BACKGROUND: Limited data are available on sex-related disparities in long-term outcomes after stroke. We estimated sex differences in various stroke long-term outcomes among survivors after stroke in a prospective 25-year follow-up study.
METHODS: Individuals recruited to the South London Stroke Register, an ongoing multi-ethnic urban-based population stroke register, from 1995 onward were included in the analyses (n=6687). The outcomes were death, subsequent stroke, activity of daily living, instrumental activity of daily living, cognitive impairment, depression, anxiety, and health-related quality of life. Kaplan-Meier curves were generated for mortality, stroke recurrence, and recurrence-free survival by sex and Cox proportional hazards model used to model sex differences up to 25 years. Generalized estimating equation were used to model sex differences in risk of self-reported stroke outcomes over 10 years poststroke outcomes, adjusting for age, preexisting activity of daily living, case-mix, stroke subtypes, and other potential confounding risk factors.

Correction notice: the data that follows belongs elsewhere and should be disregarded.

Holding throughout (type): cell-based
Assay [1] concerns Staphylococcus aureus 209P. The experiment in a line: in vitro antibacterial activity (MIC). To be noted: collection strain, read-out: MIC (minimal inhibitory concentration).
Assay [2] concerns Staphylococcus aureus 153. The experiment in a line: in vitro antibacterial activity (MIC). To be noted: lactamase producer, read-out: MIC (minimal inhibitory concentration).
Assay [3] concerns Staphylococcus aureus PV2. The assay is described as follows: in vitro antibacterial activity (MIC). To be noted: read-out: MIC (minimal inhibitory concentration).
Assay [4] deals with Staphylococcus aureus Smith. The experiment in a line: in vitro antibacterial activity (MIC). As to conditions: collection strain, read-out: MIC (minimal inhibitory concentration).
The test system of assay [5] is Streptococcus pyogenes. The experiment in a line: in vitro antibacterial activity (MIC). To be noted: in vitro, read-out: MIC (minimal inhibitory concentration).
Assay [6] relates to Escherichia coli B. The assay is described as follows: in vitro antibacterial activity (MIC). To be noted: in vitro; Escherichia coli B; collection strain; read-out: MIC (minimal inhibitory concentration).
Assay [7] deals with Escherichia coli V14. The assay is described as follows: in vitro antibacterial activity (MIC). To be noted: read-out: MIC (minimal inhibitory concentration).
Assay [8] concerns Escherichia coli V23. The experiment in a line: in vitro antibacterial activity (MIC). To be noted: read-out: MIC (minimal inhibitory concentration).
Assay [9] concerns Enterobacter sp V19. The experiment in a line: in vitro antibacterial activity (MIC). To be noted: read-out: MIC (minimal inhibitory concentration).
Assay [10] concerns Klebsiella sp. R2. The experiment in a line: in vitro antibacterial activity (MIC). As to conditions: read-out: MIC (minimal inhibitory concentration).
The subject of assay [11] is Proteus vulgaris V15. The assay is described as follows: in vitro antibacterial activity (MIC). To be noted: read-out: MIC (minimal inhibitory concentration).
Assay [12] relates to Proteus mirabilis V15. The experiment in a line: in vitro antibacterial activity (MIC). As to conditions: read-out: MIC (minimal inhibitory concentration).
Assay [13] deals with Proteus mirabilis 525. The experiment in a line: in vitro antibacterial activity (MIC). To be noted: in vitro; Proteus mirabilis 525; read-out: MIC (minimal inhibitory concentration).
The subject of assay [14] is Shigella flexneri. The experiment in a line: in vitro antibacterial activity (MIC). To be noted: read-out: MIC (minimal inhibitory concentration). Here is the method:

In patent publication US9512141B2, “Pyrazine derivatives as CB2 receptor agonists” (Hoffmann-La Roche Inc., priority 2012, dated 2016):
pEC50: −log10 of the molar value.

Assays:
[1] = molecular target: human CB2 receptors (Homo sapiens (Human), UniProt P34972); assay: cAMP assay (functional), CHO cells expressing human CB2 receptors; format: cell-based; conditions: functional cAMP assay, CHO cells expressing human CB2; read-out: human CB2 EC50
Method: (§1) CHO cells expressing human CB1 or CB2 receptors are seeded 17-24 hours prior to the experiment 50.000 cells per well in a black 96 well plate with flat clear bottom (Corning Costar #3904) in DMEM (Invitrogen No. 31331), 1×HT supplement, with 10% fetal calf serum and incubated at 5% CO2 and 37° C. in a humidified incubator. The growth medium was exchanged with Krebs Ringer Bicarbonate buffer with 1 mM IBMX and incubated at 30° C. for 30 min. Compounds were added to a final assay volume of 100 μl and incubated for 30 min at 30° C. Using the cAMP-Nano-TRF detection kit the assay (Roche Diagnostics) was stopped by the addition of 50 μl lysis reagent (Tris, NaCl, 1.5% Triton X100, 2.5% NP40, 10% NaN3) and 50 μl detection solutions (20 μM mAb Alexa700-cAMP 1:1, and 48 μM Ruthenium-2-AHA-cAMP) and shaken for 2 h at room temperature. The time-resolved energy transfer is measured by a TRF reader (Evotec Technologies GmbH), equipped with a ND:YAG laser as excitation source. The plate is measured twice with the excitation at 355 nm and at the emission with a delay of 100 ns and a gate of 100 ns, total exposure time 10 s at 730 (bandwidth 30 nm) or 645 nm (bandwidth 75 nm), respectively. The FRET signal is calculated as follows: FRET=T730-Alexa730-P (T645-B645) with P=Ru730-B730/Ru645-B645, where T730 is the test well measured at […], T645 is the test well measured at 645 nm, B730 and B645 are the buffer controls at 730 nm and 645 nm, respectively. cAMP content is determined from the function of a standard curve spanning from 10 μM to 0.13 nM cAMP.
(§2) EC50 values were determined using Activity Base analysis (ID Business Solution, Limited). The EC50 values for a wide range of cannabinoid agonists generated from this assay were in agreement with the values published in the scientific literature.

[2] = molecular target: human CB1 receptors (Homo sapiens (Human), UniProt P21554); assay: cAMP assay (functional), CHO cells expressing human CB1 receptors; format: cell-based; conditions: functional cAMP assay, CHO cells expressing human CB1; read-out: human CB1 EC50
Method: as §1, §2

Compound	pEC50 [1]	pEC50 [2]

RESULTS: There were 49% women (mean age, 72 years; SD, 15.6) and 51% men (mean age, 67 years; SD, 14.3) in 6687 participants. Compared with men, women had 9% (95% CI, 3%-15%) lower covariate-adjusted risk of death and 6% (0%-13%) lower risk of stroke recurrence or death. Generally, women had significantly poorer outcomes in activity of daily living and anxiety than men, and the sex differences persisted to up to 5 years after stroke. Women also had poorer health-related quality of life in physical (β=-2.06 [95% CI, -3.01 to -1.10]) and mental domains (β=-1.48 [95% CI, -2.44 to -0.52]). Although not significant, there was a suggestive trend for poorer outcomes in cognitive impairment and depression in women. No significant difference in stroke recurrence were found between men and women.
CONCLUSIONS: Female patients with stroke tended to have better covariate-adjusted survival but poorer outcomes among survivors than male patients, with deficits persisting to up to 5 years poststroke.